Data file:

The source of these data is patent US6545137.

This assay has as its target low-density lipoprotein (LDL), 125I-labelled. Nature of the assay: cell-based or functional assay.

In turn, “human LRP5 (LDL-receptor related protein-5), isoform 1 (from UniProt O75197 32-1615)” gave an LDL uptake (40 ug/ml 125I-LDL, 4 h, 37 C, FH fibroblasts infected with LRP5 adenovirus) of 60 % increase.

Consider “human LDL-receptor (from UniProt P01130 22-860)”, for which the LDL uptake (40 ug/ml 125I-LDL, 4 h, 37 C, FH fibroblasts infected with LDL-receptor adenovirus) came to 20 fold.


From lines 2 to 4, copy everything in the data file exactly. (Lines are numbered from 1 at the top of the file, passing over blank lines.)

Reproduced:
This assay has as its target low-density lipoprotein (LDL), 125I-labelled. Nature of the assay: cell-based or functional assay.

In turn, “human LRP5 (LDL-receptor related protein-5), isoform 1 (from UniProt O75197 32-1615)” gave an LDL uptake (40 ug/ml 125I-LDL, 4 h, 37 C, FH fibroblasts infected with LRP5 adenovirus) of 60 % increase.

Consider “human LDL-receptor (from UniProt P01130 22-860)”, for which the LDL uptake (40 ug/ml 125I-LDL, 4 h, 37 C, FH fibroblasts infected with LDL-receptor adenovirus) came to 20 fold.